Relationship Matrices

Relationship Matrices

Copyright: © 2014 |Pages: 6
DOI: 10.4018/978-1-4666-4647-6.ch005
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Abstract

In this chapter the author considers a single, formerly quite popular design technique: relationship matrices. In the framework of briefing, these matrices allow one to make explicit the strength of relationships between pairs of activities so as to identify clusters of closely linked activities or activities that are central to the brief with respect to a particular relationship. This information can also be expressed as a graph, with the activities as vertices and their relationships as edges – as in Chapter 4.
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The Matrix

Also known as proximity table and interaction matrix, the relationship matrix used to be one of the crown jewels of computer-aided architectural design (CAAD) long before CAAD became synonymous with drawing, modeling, and visualization. It was considered “one of the most useful aids that has emerged in the search for systematic design methods” (Gregory, 1966). Consequently, both proponents of such design methods (Jones, 1970) and pioneers of CAAD (Mitchell, 1977) paid attention to its use in early design, often as a critical first step in transforming requirements into a schematic layout.

The intention behind the relationship matrix is quite simple and fundamental: to make explicit how strong the relationship between each pair of activities is and use the results to specify the brief as an adjacency of access graph (Chapter 4). To do this, you can make a table (in a spreadsheet or DBMS) and place each activity in a row as well as in a column. In each cell you enter a value that indicates the strength of the relationship, for example, 9 for strong, 3 for medium and 1 for weak (Marmaras & Nathanael, 2006). The total of these values indicates the strength of the relationship between each activity and the rest. As a result, the matrix does two main things: Firstly, it provides an overview of the relationships that are so strong as to be considered essential requirements and, secondly, it identifies the activities that occupy a central position in the brief (the ones with the highest totals) (Table1).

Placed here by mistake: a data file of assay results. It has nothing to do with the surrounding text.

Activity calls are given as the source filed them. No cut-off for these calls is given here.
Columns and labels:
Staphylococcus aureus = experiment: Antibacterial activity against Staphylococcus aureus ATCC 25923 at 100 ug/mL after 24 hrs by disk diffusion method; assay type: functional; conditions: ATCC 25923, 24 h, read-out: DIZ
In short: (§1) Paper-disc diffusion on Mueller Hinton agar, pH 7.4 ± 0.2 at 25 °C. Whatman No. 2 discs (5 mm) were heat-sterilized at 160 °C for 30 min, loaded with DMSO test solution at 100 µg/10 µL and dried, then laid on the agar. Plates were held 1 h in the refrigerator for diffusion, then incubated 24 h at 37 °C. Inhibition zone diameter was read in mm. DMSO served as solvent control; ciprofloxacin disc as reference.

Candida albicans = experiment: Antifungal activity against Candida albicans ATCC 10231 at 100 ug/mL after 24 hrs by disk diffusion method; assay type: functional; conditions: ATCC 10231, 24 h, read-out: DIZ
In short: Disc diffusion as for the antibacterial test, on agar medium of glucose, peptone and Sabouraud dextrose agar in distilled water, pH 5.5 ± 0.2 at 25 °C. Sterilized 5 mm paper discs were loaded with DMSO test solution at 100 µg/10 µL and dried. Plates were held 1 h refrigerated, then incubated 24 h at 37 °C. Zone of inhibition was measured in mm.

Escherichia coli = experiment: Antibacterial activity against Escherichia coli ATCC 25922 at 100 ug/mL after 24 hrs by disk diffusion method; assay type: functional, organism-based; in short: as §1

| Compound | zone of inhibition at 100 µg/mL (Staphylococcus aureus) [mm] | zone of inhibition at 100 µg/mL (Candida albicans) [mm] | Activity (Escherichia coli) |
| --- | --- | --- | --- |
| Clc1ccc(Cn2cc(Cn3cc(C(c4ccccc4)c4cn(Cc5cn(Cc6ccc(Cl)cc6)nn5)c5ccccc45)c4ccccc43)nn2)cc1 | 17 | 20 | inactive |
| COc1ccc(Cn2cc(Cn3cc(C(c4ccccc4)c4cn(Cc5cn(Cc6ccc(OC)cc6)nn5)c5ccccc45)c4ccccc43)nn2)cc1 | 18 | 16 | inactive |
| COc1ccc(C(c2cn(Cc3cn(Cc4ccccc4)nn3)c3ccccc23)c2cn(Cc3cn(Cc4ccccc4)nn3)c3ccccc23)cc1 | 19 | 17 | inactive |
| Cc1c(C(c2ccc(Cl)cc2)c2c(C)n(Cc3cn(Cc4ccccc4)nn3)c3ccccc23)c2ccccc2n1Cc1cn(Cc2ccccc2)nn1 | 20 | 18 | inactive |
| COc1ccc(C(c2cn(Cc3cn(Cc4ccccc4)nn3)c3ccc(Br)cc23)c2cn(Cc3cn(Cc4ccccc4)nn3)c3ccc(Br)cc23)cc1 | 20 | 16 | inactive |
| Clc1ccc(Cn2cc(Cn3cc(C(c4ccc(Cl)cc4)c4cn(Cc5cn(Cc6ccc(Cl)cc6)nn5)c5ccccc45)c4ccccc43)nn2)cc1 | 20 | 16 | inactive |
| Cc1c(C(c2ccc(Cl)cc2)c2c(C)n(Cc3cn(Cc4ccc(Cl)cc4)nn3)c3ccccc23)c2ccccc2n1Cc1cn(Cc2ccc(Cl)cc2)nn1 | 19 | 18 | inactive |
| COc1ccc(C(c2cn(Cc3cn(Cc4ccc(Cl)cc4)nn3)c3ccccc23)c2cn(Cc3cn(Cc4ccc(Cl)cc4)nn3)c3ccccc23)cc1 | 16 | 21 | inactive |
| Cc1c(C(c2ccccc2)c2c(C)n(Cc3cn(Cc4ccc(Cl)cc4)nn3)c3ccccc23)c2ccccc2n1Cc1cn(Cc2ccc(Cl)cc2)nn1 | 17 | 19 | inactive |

Table 1.
A relationship matrix for five activities

In many approaches, the relationship between a pair of activities is assumed to be symmetric: The relationship between A and B is considered to be the same as between B and A (e.g., any trip between them is a return trip). It follows that the relationship matrix can be drawn triangularly (Table 2). Triangular versions can reduce redundancy and make matrices clearer to read, but they also make totals harder to read and calculate: You have to add up both the column and row of each activity to obtain a total (Figure 1).

Table 2.
Triangular version of Table 1
Figure 1.

Compact triangular version of Table 1

The main limitation of relationship matrices is their size and complexity. A matrix of a couple of hundred of activities offers little overview and involves many trivial relationships. An evaluation of the strength of the relationship between the secretariat of a group and an arbitrary office of another group tends to reveal little if anything of interest. A matrix of relationships between groups, within a group or between critical activities of several groups can be more fruitful and interesting. It is therefore advisable to keep relationship matrices relatively compact, focused and certainly meaningful.

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